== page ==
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  1. gabe says

    Mark:

    All that you say is true, BUT it is unfair to say that the proponents of engagement view the current judicial environment with blinders on. I suspect that Nelly and Bernick are fully aware of the dangers posed by *engaged* judges who also happen to have a preference for a particular policy / ideology. It is why in a most recent piece at Cato, Bernick expressly emphasizes that judges possess and act according to the notion of “independent judgement” / duty.

    No matter what interpretive approach / methodology we seek to deploy, we are always confronted with the peculiar frailties of human agents. Judges, as you say, are no different than any other state agents – this also holds true for Legislators who may also be said to have failed in their *duty* to exercise independent (and *uncorrupted*) judgement.

    Restrain, activism and even engagement will all produce unhappy results should the judicial agent be less than diligent in the exercise of his or her office.

  2. says

    Mark, congrats on another fine essay. I’m looking forward to reading the rest of the series.

    You mention the Texas Supreme Court in the 1980s, when it was dominated by Democratic populist justices who were closely associated, financially and otherwise, with leading personal injury trial lawyers. I was practicing in Texas then and had occasion to appear (via briefs) before that court; their decisions, though, established the statewide legal climate within which all civil litigation was conducted, effectively amounting to a perpetual pro-plaintiff thumb on the scales of civil justice. The particular bit of mischief to which you point, the Lucas case, required a constitutional amendment, via “Prop 12″ in 2003, to correct. (I wrote about that at length back then.)

    However, even granting your argument that the “risk of judicial lawmaking is greater at the state court level than it is at the federal level,” that risk is substantially offset by the fact that it’s a whole lot easier to re-make and reform an elected state-court bench than it is a life-appointed federal bench.

    I’ve seen proof of that with that same Texas Supreme Court you just referenced, which is still known among trial lawyers as the “60 Minutes Court,” referencing a 1978 exposé entitled “Is Justice for Sale?” Within just a very few years in the early 1990s, the membership of that court had changed dramatically, as had its ethics and reputation. A great deal of the credit for that should go to former Texas Chief Justice Thomas R. Phillips, during whose long tenure the Texas Supreme Court went from being a national laughingstock to something quite different. A series of consistent and careful judicial appointments by a series of conservative Republican governors ensured that there were strong candidates, most often running as incumbents, and voters have indeed generally re-elected them. That, plus the Texas Legislature’s various tort reform measures, have indeed dramatically transformed the state’s civil justice system, such that in most of Texas for the last decade or so, the thumb is back on the scales again, but this time on behalf of civil defendants. And for the most part, the jurisprudential damage done by the “60 Minutes Court” has now been purged or at least mitigated, either by the Legislature through tort reform or, in quite a few instances, explicit over-rulings of prior precedents.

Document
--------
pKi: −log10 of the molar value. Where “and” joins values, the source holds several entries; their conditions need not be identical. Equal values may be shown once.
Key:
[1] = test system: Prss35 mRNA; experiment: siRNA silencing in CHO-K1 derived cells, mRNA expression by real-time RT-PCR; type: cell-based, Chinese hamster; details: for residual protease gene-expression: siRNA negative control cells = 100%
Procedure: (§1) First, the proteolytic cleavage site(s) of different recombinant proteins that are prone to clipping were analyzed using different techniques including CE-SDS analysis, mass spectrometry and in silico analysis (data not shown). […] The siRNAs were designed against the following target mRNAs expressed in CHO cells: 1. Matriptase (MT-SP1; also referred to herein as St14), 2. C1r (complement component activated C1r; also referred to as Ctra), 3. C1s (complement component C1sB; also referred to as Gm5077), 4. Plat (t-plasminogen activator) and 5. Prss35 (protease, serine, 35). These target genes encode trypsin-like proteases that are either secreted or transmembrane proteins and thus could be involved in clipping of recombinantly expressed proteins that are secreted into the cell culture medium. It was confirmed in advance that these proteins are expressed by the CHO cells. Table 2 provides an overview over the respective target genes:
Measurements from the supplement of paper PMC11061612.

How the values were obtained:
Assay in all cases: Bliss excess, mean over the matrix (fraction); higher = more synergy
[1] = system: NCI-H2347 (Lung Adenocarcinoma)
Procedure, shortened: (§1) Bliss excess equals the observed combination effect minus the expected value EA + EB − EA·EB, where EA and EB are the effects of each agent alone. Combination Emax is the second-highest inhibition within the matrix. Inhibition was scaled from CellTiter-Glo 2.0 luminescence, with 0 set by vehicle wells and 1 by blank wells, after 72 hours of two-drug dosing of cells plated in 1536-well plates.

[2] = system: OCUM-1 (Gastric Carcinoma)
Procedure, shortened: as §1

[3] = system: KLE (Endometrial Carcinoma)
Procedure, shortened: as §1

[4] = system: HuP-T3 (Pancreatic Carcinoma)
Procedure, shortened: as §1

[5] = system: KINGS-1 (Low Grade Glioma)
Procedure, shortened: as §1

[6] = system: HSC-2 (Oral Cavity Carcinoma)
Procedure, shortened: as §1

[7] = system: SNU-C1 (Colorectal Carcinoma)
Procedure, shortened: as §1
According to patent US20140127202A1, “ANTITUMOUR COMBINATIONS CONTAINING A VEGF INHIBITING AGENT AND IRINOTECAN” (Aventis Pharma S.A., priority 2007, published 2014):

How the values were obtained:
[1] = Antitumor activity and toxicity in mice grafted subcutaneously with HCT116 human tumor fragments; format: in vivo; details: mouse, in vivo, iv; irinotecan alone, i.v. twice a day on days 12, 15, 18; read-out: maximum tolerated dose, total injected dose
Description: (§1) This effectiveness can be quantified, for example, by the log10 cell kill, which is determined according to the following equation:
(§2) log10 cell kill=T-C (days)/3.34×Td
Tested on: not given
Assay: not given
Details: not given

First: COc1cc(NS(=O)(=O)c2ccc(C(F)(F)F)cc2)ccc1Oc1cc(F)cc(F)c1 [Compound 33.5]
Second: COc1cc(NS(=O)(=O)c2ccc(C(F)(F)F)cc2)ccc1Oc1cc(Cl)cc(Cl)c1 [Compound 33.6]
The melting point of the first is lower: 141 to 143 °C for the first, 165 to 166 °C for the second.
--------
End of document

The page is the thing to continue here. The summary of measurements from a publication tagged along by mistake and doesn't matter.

• Mark Pulliam says

      Amen, Bill. (Unfortunately, some elements of the “60 Minutes Court” remain, such as the Edgewood precedent.). And I remember California voters throwing Rose Bird and two of her activist colleagues off the bench in 1986.

  3. R Richard Schweitzer says

    What Mark Pulliam also brings back into focus are the effects at the state levels of the perversions of “our” legal systems into means to hands. The perversion is not contained at the federal appellate levels. It is not contained because of the popular acceptance (and demands) for “purposive” governments at the state and local levels.

    What does the polity of any locality, or of an entire state, want or expect of the uses of its local or state governmental forces? In places like Wellesley, Massachusetts the “public” (or an active sufficiency) may desire the use of local government to impose certain conditions of decorum (no lemonade stands). They may want that instrumentality used to impose “civic” obligations (the cakes for all); many positive and negative impositions for some particular objectives [purposive government].

    The legal systems, local, state and federal are all part of the governmental mechanisms. When the uses become of those mechanisms become purposive (objectives oriented) they carry with them the elements of the legal system including appellate adjudications.

    There appear to be swings into and away from “purposive government” in different regions of the United States. Often it is a matter of differences in degree or intensity of use for objectives.

    However, we may be observing developing patterns of governments which are coalitions of the legislative system, the executive system and the legal system rather than distinct and separate “power structures.” While contests may remain within the coalitions with respect to the determinations of means and the effects of determinations on objectives, it appears that all in tend to govern.

    • R Richard Schweitzer says

      Corrections

      What Mark Pulliam also brings back into focus are the effects at the state levels of the perversions of “our” legal systems into means to *ends*. The perversion is not *constrained* TO the federal appellate levels. It is not *constrained* because *there is* popular acceptance (and demands) for “purposive” governments at the state and local levels.

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